1036.4002.01 Theories of International Migration
Dr. Adi Hercowitz
Migration is a major source of social, cultural and economic change in many parts of the world. It creates opportunities as well as hardship and is shaping the demography of many countries. The course aims to acquaint students with the main theoretical perspectives on International Migration. We start with a brief historical outline beginning with mass migration flows in the latter part of the 19th century leading up to the end of the 20th century. Following that we examine various theories of migration (why people move). We then examine the political context of international migration. In the next part of the course we discuss the experience of migrants. Here we review theories concerned with the integration of immigrants in host societies and the relationships between hosts and immigrants. In the last section we will address some topics of high visibility and examine recent theorizing of transnationalism, forced migration and refugee issues.
1036.4001.01 Qualitative Research Methods
Dr. Eimi Lev
The aim of this Graduate qualitative research methods course is to introduce various qualitative research approaches and methods. This course will focus on conceptual approaches as well as practical techniques. Throughout the course we will learn basic skills and discuss issues of ethics, quality, reflexivity and academic writing in qualitative research.
1036.4028.01 Theories of Identity in the Context of Migration
Dr. Anna Prashizky
There is currently a burgeoning interest in sociology, anthropology and politics around questions of ethnicity, identity politics and minority rights. This course will provide a sociological perspective centered on questions of ethnicity and inter-group relations. It examines theoretical and empirical issues related to ethnicity in the context of global immigration.
The central issues of the course are: what is the difference between race and ethnicity; what ethnic identity is; the connection between citizenship and ethnicity; the generational change of ethnicity and the children of contemporary immigrants; gender aspect of ethnicity. The course will deal with the different types of ethnicity: such as reactive, strong and symbolic ethnicity of the immigrants around the world. The special emphasis will be laid on the examples of ethnic relations and different immigrant groups in Israel.
1036.4019.01 Quantitative Research Methods
Dr. Ina Kubbe
This is an introductory course on quantitative research methods in social sciences. The course is designed to cover basic principles of empirical research and data analysis using statistical methods. The course consists of a series of lectures accompanied by practical research experience, including data analysis using statistical software package SPSS.
1036.4023.01 Comparative Migration and Citizenship Regimes
Dr. Avinoam Cohen
This course offers an introduction to migration and citizenship policy trends in a comparative perspective. It includes two main modules. At first, we will address the "classic" modes of migration and citizenship regimes that focus on the regulation of entry, status, naturalization, integration and exclusion, asking how policies are negotiated and designed within and in support of different migration and citizenship regimes. The second module accounts for the increasing reach of migration and citizenship policies beyond their traditional domains. From the labor market, through criminal law, trade and financial regulation, to regulation of cultural conduct, multiple spheres of human activity have become sites for immigration policymaking. Looking at migration and citizenship policies in these variety of domains and across regions from the global North and South, we will study the interplay between restrictive and expansive approaches to migration and citizenship that are often coextensive. Delivered during a global health crisis with ramifications in multiple domains, including mobility restrictions, state protectionism and more, the course will address various issues that arise from the COVID-19 situation to look at institutions, structures and agents involved in the policing of borders and membership, as sites of continuity and change.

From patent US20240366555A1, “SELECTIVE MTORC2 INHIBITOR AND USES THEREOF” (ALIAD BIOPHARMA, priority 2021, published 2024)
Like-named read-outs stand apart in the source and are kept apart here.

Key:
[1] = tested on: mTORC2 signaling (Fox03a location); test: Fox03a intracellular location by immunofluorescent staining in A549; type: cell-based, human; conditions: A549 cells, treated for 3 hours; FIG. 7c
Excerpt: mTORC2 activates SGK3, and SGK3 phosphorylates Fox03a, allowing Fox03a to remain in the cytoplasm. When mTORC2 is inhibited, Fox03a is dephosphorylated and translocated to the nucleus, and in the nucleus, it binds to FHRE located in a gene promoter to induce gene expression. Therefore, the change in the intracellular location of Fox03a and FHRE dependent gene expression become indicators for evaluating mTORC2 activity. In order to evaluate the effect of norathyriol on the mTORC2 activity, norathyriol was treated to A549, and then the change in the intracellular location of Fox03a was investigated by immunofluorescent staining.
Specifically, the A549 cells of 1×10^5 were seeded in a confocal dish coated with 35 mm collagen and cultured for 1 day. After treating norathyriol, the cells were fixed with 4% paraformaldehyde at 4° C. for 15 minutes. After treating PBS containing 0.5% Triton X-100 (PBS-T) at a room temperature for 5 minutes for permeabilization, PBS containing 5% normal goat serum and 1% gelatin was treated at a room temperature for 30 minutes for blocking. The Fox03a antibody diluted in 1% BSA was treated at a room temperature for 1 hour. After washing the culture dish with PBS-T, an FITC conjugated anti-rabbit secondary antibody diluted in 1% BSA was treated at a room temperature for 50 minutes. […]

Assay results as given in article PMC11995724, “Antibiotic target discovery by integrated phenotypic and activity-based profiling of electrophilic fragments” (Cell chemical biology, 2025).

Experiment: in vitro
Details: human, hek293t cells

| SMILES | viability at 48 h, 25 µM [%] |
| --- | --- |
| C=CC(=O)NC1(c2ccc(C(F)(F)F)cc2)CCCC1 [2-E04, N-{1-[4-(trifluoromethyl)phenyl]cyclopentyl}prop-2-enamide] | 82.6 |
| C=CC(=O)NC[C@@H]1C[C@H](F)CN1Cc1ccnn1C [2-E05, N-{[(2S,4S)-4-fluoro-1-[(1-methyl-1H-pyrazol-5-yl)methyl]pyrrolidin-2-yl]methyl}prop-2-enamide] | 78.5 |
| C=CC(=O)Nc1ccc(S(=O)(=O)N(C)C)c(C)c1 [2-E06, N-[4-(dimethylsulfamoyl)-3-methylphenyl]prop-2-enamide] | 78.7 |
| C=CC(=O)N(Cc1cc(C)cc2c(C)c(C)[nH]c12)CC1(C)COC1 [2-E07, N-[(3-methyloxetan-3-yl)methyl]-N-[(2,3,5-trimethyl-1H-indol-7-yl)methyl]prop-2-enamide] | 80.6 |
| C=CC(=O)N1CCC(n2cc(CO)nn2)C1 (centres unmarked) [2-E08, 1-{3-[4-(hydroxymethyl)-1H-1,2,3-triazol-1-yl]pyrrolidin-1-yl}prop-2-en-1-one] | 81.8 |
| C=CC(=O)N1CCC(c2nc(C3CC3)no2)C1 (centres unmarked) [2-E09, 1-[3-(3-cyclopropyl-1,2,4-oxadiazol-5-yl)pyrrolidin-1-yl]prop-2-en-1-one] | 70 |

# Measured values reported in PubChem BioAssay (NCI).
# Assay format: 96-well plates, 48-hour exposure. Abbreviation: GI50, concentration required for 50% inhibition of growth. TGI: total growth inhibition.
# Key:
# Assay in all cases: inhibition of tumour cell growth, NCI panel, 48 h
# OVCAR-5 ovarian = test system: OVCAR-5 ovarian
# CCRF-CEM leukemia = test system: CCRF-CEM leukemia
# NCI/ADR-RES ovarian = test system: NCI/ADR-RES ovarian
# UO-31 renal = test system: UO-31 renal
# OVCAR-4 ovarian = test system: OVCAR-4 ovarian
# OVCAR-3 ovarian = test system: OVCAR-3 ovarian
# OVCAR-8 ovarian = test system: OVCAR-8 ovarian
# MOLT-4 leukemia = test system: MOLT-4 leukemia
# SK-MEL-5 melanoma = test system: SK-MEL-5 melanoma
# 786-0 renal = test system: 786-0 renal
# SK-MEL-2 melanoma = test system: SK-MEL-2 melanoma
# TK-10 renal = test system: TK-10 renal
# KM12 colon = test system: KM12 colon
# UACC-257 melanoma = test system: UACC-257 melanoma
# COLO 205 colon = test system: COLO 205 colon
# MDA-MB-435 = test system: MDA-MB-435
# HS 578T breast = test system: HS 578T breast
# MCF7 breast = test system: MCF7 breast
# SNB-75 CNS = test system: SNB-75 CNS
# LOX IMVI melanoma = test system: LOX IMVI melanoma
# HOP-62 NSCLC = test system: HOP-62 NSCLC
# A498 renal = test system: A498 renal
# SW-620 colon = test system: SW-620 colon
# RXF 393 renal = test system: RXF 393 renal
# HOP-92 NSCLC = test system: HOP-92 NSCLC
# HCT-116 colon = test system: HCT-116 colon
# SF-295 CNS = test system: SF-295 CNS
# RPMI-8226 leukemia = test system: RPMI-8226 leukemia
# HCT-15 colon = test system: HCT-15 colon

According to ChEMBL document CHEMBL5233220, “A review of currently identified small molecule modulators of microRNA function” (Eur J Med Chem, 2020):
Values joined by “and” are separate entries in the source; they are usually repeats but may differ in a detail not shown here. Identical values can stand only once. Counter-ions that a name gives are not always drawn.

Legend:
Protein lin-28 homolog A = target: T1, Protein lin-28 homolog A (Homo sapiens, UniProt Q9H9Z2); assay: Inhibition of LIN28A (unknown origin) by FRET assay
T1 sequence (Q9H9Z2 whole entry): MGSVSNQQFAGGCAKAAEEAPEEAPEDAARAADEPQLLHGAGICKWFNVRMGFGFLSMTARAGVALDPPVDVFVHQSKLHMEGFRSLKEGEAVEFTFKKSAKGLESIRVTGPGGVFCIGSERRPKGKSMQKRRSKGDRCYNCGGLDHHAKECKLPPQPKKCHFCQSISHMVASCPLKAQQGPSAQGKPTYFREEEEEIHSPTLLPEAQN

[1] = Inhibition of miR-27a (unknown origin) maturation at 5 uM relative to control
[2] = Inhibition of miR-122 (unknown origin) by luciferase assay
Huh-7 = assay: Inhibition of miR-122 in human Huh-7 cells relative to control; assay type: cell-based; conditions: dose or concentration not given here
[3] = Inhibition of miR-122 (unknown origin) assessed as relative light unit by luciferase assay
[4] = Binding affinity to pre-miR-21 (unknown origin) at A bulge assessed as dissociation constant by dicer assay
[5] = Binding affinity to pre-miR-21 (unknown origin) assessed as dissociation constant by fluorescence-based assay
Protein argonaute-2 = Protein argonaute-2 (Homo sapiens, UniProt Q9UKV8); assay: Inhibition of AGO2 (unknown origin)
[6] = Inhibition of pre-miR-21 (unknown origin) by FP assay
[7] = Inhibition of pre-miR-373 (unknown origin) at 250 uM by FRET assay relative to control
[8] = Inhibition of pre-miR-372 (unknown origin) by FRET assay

1036.4026.01 Legal and Ethical Perspectives on Refugees
Dr. Yuval Livnat
The course will cover key aspects of the international legal regimes pertaining to asylum seekers, refugees, internally displaced persons and stateless persons, as well as a brief review of both the evolution and contemporary situation of these categories of persons globally. It will also be approached from a broader human rights perspective, highlighting where possible, examples of complex or challenging situations both in policy and practice, and from an ethical perspective.
1036.4032.01 Global Middle Class
This module offers in depth explorations and characterisations of globally mobile professionals’ families across various life domains, considering how these families experience mobility and what motivates these relocations; how families create a sense of identity while ‘on the move’; what short-term and longer term aspirations the professionals, their partners and their children have; what education and extra-curricular choices are made; how different cultural contexts are negotiated etc. Critically, during the classes we’ll seek to consider how these middle class families work to reproduce and extend their privilege, and so engage in ‘class-making’ practices.